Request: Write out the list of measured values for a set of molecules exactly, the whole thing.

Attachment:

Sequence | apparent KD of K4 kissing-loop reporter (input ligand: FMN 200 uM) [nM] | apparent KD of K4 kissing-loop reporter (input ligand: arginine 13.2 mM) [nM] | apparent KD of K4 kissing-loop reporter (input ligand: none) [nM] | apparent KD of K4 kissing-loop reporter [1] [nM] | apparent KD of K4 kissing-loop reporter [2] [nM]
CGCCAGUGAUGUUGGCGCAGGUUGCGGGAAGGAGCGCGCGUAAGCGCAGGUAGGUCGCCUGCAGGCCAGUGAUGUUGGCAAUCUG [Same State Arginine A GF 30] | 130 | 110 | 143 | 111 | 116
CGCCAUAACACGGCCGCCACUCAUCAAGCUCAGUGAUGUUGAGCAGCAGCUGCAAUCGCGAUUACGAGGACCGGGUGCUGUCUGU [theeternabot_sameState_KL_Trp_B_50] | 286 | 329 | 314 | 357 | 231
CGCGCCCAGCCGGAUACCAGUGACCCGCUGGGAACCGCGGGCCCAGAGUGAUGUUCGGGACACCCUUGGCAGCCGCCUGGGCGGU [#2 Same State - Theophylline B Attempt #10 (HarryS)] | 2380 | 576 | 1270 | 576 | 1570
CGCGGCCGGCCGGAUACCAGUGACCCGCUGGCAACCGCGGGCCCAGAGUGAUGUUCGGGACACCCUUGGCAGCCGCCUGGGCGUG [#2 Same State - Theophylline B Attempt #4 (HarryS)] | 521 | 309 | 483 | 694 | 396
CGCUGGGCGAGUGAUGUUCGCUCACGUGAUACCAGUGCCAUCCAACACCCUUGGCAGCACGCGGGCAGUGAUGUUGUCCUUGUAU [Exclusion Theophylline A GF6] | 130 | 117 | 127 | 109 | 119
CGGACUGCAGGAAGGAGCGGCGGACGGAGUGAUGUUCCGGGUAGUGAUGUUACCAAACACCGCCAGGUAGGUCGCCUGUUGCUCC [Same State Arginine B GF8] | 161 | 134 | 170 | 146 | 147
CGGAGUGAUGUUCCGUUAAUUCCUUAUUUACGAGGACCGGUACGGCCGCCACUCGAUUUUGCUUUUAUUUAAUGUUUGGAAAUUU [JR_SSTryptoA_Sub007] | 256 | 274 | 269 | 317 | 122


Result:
Sequence | apparent KD of K4 kissing-loop reporter (input ligand: FMN 200 uM) [nM] | apparent KD of K4 kissing-loop reporter (input ligand: arginine 13.2 mM) [nM] | apparent KD of K4 kissing-loop reporter (input ligand: none) [nM] | apparent KD of K4 kissing-loop reporter [1] [nM] | apparent KD of K4 kissing-loop reporter [2] [nM]
CGCCAGUGAUGUUGGCGCAGGUUGCGGGAAGGAGCGCGCGUAAGCGCAGGUAGGUCGCCUGCAGGCCAGUGAUGUUGGCAAUCUG [Same State Arginine A GF 30] | 130 | 110 | 143 | 111 | 116
CGCCAUAACACGGCCGCCACUCAUCAAGCUCAGUGAUGUUGAGCAGCAGCUGCAAUCGCGAUUACGAGGACCGGGUGCUGUCUGU [theeternabot_sameState_KL_Trp_B_50] | 286 | 329 | 314 | 357 | 231
CGCGCCCAGCCGGAUACCAGUGACCCGCUGGGAACCGCGGGCCCAGAGUGAUGUUCGGGACACCCUUGGCAGCCGCCUGGGCGGU [#2 Same State - Theophylline B Attempt #10 (HarryS)] | 2380 | 576 | 1270 | 576 | 1570
CGCGGCCGGCCGGAUACCAGUGACCCGCUGGCAACCGCGGGCCCAGAGUGAUGUUCGGGACACCCUUGGCAGCCGCCUGGGCGUG [#2 Same State - Theophylline B Attempt #4 (HarryS)] | 521 | 309 | 483 | 694 | 396
CGCUGGGCGAGUGAUGUUCGCUCACGUGAUACCAGUGCCAUCCAACACCCUUGGCAGCACGCGGGCAGUGAUGUUGUCCUUGUAU [Exclusion Theophylline A GF6] | 130 | 117 | 127 | 109 | 119
CGGACUGCAGGAAGGAGCGGCGGACGGAGUGAUGUUCCGGGUAGUGAUGUUACCAAACACCGCCAGGUAGGUCGCCUGUUGCUCC [Same State Arginine B GF8] | 161 | 134 | 170 | 146 | 147
CGGAGUGAUGUUCCGUUAAUUCCUUAUUUACGAGGACCGGUACGGCCGCCACUCGAUUUUGCUUUUAUUUAAUGUUUGGAAAUUU [JR_SSTryptoA_Sub007] | 256 | 274 | 269 | 317 | 122